What struck us immediately is what a beautiful setting Sydney harbour is, and we sat back later in the Botanical gardens just off of Farm Cove and watched the harbour activity, and people go by.
Sydney Skyline with Royal Caribbean in port

Not far away was the Sydney Library and while technically closed for renovations it was open to look around and we went into the grand library hall.
Sydney Library (vast)

Government House

On the Road to Kiama

Seven Mile Beach at Sunset
About 800 kms north of Melbourne on the Tasman Sea coast is an area made up of several communities, Gerroa, Kiama, Wollongong and Shell Harbor. While researching Australia we stumbled across what is called the Grand Pacific Drive which stretches fro these 4 communities north to  a rebuilt bridge called the Seacliff bridge that takes you all the way to Sydney.

So Kiama, near the southern end of the highway 800 kms north was our first destination. Not knowing whether the M31 motorway could be travelled north in 1 day left us unsure about how much time to dedicate, so we gave ourselves lots of tie and did the road in 1 day, easily. However we arrived on a Saturday night and Kiama is the Banff of New South Wales. It was hopping. Fortunately we found camping at the Gerroa Top Holiday Park, and the receptionist there recommended for supper we try the Fisherman’s Club, their version of the Surf Club’s we tried in Southport on our first bike ride.
Our View from the Fishermans Club for Supper

We knew we had chosen well when this was the view from our table and our lamb cutlets, mash potatoes and veggies came on an overflowing plate. Coupled with cheap but excellent draft  dark beer we sat back and enjoyed the evening.

Sunday we began exploring and found the “Little Blowhole”
Little Blowhole
in the south of Kiama. It was performing well given the wind direction and I asked another person there where the Big Blowhole was. He explained it was at the lighthouse but due to the wind direction it was a bust that day, and we returned today and the wind still wasn’t from the east, the direction necessary for it to be great. We did sightsee around the lighthouse area and found one of the Rock pools that the towns will create an actual swimming pool from the seawater splashing over the area dependent on tide. This is the one in Kiama.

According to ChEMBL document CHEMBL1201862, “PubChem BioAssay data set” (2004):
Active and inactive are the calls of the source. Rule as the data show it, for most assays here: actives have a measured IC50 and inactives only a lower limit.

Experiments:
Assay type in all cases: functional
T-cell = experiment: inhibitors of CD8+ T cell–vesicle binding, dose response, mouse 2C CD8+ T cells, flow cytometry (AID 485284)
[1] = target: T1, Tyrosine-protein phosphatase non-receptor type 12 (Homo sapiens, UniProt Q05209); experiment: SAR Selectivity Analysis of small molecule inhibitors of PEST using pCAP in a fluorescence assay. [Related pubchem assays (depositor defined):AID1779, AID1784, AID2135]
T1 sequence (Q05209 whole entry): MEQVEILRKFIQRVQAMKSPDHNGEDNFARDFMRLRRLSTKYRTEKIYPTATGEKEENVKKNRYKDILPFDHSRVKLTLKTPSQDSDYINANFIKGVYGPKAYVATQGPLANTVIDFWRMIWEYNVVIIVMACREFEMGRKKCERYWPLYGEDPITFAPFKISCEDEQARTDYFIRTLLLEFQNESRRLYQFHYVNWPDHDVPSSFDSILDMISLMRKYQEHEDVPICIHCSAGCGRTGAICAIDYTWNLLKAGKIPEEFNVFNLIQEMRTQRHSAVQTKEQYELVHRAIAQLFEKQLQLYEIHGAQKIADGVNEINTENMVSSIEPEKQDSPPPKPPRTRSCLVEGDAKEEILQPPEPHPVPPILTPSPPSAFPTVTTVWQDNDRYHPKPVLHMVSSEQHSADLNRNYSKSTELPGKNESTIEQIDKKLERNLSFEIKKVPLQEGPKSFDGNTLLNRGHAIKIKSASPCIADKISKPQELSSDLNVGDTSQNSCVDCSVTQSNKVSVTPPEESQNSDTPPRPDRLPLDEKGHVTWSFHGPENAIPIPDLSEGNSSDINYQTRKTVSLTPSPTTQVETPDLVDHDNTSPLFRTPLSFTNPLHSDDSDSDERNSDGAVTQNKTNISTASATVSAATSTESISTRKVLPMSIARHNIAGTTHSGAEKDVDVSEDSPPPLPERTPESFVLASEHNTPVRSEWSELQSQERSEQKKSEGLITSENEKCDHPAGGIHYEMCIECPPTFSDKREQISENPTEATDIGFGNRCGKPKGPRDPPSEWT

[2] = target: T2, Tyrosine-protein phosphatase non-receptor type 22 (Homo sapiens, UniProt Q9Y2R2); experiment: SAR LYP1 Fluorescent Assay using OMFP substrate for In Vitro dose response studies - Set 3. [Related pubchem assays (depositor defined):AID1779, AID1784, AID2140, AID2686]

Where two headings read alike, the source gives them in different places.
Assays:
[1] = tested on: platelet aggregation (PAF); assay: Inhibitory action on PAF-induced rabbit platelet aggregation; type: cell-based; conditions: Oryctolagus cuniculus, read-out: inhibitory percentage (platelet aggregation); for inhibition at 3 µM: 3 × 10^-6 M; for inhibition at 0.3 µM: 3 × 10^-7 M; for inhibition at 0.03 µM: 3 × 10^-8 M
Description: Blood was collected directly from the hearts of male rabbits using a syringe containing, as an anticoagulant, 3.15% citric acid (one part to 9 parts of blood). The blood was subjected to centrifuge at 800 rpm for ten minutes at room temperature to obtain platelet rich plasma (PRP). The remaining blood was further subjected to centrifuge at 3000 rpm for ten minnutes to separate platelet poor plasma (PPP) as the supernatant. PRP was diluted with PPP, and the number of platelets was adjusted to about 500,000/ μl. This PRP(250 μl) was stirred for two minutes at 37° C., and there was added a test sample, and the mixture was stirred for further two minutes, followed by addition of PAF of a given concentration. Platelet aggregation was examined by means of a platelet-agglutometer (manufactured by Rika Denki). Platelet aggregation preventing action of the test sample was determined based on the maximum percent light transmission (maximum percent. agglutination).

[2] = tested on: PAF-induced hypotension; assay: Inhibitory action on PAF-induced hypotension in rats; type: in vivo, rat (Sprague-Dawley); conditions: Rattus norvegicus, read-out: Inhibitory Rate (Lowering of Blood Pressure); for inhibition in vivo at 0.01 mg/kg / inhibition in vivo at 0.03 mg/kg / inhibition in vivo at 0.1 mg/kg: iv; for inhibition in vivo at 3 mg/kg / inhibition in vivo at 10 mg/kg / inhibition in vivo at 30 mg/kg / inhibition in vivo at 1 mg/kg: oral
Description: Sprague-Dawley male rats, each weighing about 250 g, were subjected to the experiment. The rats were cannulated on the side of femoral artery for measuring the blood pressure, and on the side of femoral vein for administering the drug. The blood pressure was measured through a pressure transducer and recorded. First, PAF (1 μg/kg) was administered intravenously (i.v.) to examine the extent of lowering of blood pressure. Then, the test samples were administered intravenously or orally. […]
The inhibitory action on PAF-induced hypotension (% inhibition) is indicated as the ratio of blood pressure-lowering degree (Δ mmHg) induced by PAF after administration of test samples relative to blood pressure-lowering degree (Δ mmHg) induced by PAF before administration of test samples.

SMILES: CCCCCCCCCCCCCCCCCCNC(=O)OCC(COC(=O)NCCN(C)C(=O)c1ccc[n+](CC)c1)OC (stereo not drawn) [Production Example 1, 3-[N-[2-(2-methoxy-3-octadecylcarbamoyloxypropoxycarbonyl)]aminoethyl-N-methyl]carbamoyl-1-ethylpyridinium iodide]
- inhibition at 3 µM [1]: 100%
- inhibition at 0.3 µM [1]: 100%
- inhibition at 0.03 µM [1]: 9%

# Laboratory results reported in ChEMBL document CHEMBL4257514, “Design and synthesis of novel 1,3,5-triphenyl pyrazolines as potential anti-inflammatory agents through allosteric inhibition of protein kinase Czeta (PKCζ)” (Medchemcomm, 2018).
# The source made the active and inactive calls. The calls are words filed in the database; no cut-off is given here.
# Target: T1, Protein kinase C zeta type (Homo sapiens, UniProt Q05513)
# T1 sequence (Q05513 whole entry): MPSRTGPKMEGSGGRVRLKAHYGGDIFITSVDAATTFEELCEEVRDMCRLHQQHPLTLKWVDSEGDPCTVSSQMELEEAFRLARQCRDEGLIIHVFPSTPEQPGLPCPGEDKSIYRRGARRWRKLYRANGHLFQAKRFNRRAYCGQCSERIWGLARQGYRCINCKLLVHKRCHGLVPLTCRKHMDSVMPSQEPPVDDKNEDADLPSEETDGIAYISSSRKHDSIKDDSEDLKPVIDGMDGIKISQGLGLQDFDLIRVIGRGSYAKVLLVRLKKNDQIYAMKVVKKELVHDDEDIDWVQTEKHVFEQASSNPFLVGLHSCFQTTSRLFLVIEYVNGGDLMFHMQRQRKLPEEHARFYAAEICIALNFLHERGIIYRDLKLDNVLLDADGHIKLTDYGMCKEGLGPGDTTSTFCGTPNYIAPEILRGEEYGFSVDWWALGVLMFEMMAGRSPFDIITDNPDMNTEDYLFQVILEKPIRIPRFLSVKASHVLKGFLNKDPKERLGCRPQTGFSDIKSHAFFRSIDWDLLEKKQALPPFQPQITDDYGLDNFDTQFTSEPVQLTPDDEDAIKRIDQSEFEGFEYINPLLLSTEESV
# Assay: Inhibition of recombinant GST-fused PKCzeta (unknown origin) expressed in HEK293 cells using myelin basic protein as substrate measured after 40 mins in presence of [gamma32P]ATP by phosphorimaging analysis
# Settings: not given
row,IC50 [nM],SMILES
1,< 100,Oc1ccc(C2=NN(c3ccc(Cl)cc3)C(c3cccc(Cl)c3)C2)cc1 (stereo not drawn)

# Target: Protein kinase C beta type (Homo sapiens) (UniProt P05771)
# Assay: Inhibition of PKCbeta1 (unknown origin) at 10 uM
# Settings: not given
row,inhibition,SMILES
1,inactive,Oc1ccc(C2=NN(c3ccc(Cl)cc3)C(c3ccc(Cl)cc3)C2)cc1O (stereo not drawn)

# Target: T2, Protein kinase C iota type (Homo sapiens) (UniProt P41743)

The Rock Pool

The area was so nice we decided to use the extra day and stay over and enjoy the beach and scenery. From the drives we took in the area it is apparent there is a lot of money here, and likely many people from Sydney have their weekend homes along this stretch.
Kiama Lighthouse


Melbourne National Art Gallery
Melbourne is the capital city of the Territory of Victoria in SE Australia and thought to be a stepping off point to Tasmania. Our attraction to Melbourne is that our grandsons are playing in a major Volleyball tournament that has attracted 530 teams/138 schools/ 5000 participants.

While we’ve over the past 2 years been able to see Kaden play for Gold in both court and Beach volleyball this is our first chance to see Riley, and as misfortune would have it, an injury to a senior player on Riley’s team and another players bad ankle; they needed backups. The director suggested calling up a player from the younger age group. Kaden, being the Captain of that team, with Riley the Captain of his team, and them having played beach volleyball together before it made sense.  It was nice when the Director of sports for John Paul College came up to us after learning we were there and spoke so glowingly of our three grandkids and of course their parents. Need to say we blushed a bit?
Over the days and games we watched we came away very impressed with our oldest grandson’s leadership on and off the court. His mom and dad have to be very proud of Riley. And Kaden, while in support of the team’s bench to give it depth played well when called upon. Imagine being nearly 3 yrs younger and still fearless in facing those spiked balls. At one point Riley approached his coach and said he was OK for some bench time so Kaden could get some reps in. Then during the goal medal game Kaden was on the court due to his own abilities. The boys fought to 2 set scores of 25-23, but on the losing end. In Round robin play they had had the upper hand. So they came away with Silver for their work.

We took time to tour downtown Melbourne as well and found it to be a thriving vibrant city with all the benefits and problems related to a large over 4 million people population.
Melbourne Skyline
The downtown core has a wide promenade on both sides of the river and some very nice museums and Art galleries.

Abbey using one of the Simulators at ACMI

However traffic congestion is absolutely horrid there and from our arrival the first night from Christchurch through to our return by the airport today traffic is problematic. Such a departure from Brisbane.